In a world of too-bright LED lights, respected Spanish brand Marset casts a warmer glow on the business of lamp design. We meet the enlightened makers at its new HQ.
Javier Marset is a happy jefe. After a hearty welcome, the third-generation owner of the eponymous light-manufacturing firm beams in the glow of his vintage desk lamp. “I found this in a notary’s office,” says Marset. “I offered him a brand new one to take it off his hands,” he adds with a wink. “It was made by my father and uncle in the 1970s.” The chrome tube lamp is beautiful. It sits on Marset’s Jean Prouvé office desk in the family firm’s recently opened headquarters-cum-factory in Terrassa, a few kilometres north of Barcelona. The new production facility is a big step for the company; it had outgrown its previous base closer to the centre of the Catalan capital in Badalona.
Like many family businesses that have weathered generations of economic and social unrest, Marset began by doing one thing well and evolved slowly over time. The company’s current slogan, “Taking care of light”, alludes to an innate watchfulness across the whole business. During the 1940s, Javier’s grandfather, Paco Marset, set up a small smelting business in Barcelona that would furnish the city with ironmongery. In 1979, Javier’s father and uncle took that expertise and turned Marset into a lighting brand. When Javier, his brother Carlos and cousin Dani joined in the 1990s, they transformed Marset again by focusing on design, quality and retaining manufacturing in Spain.
While it is nigh on impossible to manufacture a purely “Made in Europe” lighting fixture competitively, Marset prides itself on its efforts to build a majority of its items from European parts. “It’s personal but also a business decision,” says Javier. “The quality and variety of European components are very high. There is this mistaken belief that Europe is deindustrialised, that we are somehow postindustrial. I don’t think that’s true. We’re proud to support fellow manufacturers in the European community.”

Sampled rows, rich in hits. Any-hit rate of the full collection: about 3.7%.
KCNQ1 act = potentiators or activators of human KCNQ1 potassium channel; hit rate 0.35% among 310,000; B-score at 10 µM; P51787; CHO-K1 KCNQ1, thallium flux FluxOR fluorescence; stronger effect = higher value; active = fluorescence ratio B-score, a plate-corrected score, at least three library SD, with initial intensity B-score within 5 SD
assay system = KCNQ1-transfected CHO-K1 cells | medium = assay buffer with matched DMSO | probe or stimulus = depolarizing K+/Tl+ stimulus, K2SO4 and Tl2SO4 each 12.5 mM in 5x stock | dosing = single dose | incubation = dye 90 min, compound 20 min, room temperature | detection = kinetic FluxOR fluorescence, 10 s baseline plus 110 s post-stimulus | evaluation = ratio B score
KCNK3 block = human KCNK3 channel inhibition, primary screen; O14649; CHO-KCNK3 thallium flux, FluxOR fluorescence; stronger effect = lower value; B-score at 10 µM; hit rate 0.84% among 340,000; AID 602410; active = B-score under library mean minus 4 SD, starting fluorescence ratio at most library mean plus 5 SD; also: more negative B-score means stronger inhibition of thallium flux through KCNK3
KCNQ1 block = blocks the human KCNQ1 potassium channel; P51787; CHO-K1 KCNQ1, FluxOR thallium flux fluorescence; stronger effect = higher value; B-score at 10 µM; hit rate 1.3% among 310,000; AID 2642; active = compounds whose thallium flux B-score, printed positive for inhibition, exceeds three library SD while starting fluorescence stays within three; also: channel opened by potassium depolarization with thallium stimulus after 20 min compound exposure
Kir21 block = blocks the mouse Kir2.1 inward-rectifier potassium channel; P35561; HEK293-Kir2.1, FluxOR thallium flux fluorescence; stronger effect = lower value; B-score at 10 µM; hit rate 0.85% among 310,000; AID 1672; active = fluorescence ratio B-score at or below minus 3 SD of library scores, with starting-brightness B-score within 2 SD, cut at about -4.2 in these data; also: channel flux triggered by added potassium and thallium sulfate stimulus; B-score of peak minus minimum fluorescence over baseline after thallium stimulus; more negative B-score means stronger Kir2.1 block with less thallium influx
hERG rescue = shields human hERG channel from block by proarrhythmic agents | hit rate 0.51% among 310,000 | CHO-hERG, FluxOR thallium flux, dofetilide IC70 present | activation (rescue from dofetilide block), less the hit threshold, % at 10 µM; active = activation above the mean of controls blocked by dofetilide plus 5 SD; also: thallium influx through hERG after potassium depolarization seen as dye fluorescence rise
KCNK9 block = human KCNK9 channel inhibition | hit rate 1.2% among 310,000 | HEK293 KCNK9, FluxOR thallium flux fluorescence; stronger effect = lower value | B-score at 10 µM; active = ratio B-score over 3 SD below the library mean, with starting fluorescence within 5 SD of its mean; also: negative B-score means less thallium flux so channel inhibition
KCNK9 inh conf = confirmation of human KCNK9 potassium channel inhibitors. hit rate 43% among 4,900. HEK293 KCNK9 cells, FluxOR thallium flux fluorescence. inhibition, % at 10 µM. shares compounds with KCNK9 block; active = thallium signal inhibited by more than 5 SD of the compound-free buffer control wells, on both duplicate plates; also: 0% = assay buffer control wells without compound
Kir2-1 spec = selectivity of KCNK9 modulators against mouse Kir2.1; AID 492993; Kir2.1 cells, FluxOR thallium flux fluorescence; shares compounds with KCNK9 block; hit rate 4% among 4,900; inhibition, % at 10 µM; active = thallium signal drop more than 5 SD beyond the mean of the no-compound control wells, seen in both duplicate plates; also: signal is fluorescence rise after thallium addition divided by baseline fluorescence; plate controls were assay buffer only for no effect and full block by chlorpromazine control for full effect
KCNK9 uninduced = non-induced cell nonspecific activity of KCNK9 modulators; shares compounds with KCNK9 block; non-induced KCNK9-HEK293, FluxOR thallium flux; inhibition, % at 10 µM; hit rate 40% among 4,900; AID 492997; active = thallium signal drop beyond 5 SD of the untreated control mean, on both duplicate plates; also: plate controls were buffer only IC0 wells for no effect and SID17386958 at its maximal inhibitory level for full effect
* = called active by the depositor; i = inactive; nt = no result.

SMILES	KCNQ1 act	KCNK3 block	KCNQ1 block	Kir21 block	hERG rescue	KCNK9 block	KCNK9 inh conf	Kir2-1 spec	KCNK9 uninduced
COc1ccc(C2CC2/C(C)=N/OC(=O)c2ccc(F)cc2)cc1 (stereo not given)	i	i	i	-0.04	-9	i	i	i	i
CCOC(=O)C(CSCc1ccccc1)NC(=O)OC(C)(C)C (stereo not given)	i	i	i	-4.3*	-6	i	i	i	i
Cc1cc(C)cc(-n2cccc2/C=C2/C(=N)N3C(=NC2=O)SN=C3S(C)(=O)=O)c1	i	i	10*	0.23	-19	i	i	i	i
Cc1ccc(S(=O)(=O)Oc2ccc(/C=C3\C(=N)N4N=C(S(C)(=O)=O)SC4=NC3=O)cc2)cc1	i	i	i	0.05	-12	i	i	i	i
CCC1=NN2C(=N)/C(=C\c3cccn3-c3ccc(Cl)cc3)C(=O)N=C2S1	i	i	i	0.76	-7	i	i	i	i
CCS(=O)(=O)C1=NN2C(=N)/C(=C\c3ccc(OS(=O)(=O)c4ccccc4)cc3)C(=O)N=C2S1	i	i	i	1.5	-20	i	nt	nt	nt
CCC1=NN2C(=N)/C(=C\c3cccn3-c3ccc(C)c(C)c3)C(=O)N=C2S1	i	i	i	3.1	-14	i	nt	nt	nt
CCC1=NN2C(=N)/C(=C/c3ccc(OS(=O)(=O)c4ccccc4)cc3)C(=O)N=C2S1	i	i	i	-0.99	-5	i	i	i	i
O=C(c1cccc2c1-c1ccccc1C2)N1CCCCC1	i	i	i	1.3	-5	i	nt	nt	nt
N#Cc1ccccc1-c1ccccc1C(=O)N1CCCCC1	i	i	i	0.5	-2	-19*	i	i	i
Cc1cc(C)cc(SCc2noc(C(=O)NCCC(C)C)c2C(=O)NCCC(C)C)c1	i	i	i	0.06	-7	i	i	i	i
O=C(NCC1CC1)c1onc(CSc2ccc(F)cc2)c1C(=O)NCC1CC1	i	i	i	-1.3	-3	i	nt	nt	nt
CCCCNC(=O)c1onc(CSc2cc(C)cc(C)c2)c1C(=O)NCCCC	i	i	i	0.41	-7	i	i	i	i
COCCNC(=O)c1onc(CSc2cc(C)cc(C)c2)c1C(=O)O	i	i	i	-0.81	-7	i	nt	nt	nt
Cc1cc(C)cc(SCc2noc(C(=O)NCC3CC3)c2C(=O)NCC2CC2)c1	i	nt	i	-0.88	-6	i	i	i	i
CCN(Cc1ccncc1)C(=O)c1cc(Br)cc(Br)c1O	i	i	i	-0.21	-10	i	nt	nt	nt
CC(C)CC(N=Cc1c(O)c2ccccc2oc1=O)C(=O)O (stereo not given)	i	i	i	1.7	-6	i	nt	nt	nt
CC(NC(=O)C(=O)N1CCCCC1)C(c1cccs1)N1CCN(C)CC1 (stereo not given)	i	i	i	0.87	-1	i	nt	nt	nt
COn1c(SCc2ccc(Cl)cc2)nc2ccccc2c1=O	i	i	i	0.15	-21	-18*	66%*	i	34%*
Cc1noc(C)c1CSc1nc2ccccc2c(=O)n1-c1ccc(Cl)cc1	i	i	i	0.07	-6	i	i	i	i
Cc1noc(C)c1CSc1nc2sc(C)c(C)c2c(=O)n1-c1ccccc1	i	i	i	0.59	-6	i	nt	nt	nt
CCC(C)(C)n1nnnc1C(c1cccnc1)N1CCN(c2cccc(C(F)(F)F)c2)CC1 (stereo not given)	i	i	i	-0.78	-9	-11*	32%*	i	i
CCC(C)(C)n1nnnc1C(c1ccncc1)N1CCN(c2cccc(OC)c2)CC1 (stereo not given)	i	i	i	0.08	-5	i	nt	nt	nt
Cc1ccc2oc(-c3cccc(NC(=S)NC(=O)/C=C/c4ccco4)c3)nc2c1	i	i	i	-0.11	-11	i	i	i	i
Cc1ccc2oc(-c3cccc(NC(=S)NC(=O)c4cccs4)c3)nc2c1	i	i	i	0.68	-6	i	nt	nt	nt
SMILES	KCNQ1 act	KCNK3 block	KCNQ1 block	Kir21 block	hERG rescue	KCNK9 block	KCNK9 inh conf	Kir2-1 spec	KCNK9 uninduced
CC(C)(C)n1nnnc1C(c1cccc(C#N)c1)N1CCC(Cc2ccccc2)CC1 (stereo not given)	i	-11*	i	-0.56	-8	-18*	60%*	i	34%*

All of the 100,000 lights it produces every year are assembled in Terrassa. This facility – based in an old works that built machinery for the chocolate industry – was retrofitted by architect Stefano Colli. He has worked with the family for 23 years on the firm’s offices, showrooms and stands. “This was the perfect occasion to gather all the values in a single space,” says Colli. “We designed the interior of the production and storage warehouses, the employee rest areas, the offices, the showroom, and the outdoor gardens with landscaper Josep Farriol. We dismantled the precast concrete façade and put up a glass window. We defined the colours and lighting. It is a large-scale identity project.”
Indeed, the Terrassa headquarters is a direct reflection of the Marset mindset of collaboration and wellbeing. Every employee is afforded their own workstation. There is plenty of natural light in both the office and the factory, and each area flows easily into the next, allowing for a workflow that follows the pathway of the entire design and production process, from planning to shipment.
Marset and Colli sought out other brands to furnish the space and took guidance from Swiss brand Vitra by installing cleanly designed furniture from Artek and Oktoberfest picnic tables from Munich in the canteen. Although the facility is larger than two football pitches, the design makes the space feel intimate. There might be no better lit assembly line: Marset lamps illuminate the entire process with Joan Gaspar’s pendants brightening ground-floor operations.
The brand has a small office and showroom in the centre of Barcelona with additional showrooms in Milan, Köln and New York but most of the workforce has made its way to Terrassa. Knowing that a move out of the city could have complicated his employees’ lives, Javier was quick to suggest more flexible working hours and a high level of welfare. “Our goal was to build a space that was comfortable for our employees, utilised the materials we love and reflected an open and relaxed Mediterranean attitude,” he says. Javier is clearly switched on to the needs of his staff. “Productivity is important to us but not as important as employee happiness.”